Saturday, November 8, 2014

The Day After

The morning after Yitzhak Rabin was killed, I woke up in my bed in Tel Aviv, three blocks from the site of the assassination, looked at my infant daughter and remembered that the world is still a place of hope and then deliberated whether I wanted the newspaper to tell me that the assassin was Jewish or Arab.
If the assassin were Arab, it could be chalked up to an anomaly in the otherwise peaceful trend that we were experiencing and celebrating the night before. If it were a Jew, I would have to face the grim reality that, as always, Jews have a tradition of zealotry that places La’shem Shamayim, for the sake of heaven, over humanism and peace.
The tradition is that La’shem Shamayim is a good thing. In the Mishna we read, “Every machloket that is for the sake of heaven is destined to survive; every machloket that is not for the sake of heaven is not destined to survive.”
The Mishna goes on to give examples. “What is a machloket for the sake of heaven? Like the machloket of Hillel and Shammai. What is a machloket not for the sake of heaven? Like the machloket of Korach and his congregation. (5:17)”
The obvious questions after reading this are, what does it mean to “survive” and what distinguishes between these two quarrels. About Hillel and Shammai, the Talmud tells us through the Bat Kol, a divine voice, “These and these are the words of the living God. ((Elu va-elu divrei Elohim chayim, BT Eruvin 13b). Thus both sides of the disagreement are equals and assumed good. In the Torah, it is understood that Moses is the good guy and Korach bad. They are not equals and Korach is destroyed. What then is the message in Pirkei Avot (5:17)? This depends on how you understand truth.
After R. Eliezer b. Hyrcanus is discredited and removed from the Sanhendrin in the case of Achnai's Oven (bava metsia 59b), we also encounter the idea of La’shem Shamayim. Here, the head of the Sanhedrin, R. Gamliel, is on a boat, which is about to sink, an assumed heavenly punishment for the treatment of Eliezer. Just as he is about to meet his fate, Gamliel claims, “You should know that I didn't act for the sake of my own honor, neither for the sake of the honor of my father's house, but for your honor, so as not to proliferate disputes within the nation (shelo yirbu machlokot b'Yisrael).” In other words, Gamliel says he acted on God’s behalf. The problem with this is that Gamliel assumes he understands God’s truth, and the problem with the tradition is that it is assumed that God favors people who act La’shem Shamayim, on His behalf.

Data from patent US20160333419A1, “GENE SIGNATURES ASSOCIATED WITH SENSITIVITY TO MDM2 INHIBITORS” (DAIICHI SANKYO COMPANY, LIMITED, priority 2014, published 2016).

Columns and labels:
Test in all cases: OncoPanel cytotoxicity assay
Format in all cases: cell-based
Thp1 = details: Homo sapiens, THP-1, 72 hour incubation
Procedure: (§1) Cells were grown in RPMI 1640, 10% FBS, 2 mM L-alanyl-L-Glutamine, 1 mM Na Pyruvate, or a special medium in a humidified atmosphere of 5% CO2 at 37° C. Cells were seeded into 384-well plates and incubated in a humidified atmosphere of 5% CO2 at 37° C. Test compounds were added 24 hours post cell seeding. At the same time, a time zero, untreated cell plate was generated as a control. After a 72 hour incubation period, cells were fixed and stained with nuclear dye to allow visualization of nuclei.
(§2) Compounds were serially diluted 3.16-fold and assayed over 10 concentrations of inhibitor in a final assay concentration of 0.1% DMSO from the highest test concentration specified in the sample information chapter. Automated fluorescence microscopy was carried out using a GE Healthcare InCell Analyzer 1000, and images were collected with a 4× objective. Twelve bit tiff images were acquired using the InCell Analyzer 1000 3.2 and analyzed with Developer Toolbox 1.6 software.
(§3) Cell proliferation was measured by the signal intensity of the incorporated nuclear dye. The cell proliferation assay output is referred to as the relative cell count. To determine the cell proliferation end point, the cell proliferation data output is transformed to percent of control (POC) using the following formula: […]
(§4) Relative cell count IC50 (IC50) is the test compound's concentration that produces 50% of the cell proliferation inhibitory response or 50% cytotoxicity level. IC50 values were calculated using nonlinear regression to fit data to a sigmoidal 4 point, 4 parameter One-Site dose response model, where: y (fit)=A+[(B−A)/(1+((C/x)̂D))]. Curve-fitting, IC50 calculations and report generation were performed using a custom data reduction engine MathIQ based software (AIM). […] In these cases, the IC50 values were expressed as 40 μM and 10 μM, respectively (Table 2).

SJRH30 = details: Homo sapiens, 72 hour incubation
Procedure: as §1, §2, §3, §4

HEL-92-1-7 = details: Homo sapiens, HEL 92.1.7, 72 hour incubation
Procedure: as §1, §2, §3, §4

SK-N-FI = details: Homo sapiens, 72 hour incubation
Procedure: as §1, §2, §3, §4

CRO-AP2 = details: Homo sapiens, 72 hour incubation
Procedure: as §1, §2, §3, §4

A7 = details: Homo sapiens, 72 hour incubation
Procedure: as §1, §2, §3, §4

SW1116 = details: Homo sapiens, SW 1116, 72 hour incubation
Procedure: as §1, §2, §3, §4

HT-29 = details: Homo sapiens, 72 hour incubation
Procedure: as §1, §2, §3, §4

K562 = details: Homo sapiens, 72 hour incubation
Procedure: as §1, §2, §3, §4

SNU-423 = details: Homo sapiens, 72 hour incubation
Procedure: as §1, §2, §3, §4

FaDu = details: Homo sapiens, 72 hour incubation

The assassin of my prime minister thinks he acted for a higher purpose, La’Shem Shamayim, but he really should have looked at the continuation of Eruvin 13b because, all things being equal, we follow Hillel’s ways because he was humble. Having a higher purpose is not the answer.

To be humble does not mean to have no opinions. Hillel examined both sides of an argument and was able to present the other side before his own. He found a balance between, “These and these are the words of the living God - Elu va-elu divrei Elohim chayim,” and having a position that was his own. Presenting the other side is not what the assassin did on November 4th, 1995. He removed it in the most zealous and undemocratic way possible. He spit in the eye of all of Israel, and his self righteousness and lawlessness, in so many ways, is worse than Korach since Korach never claimed the mantle of La’Shem Shamayim.

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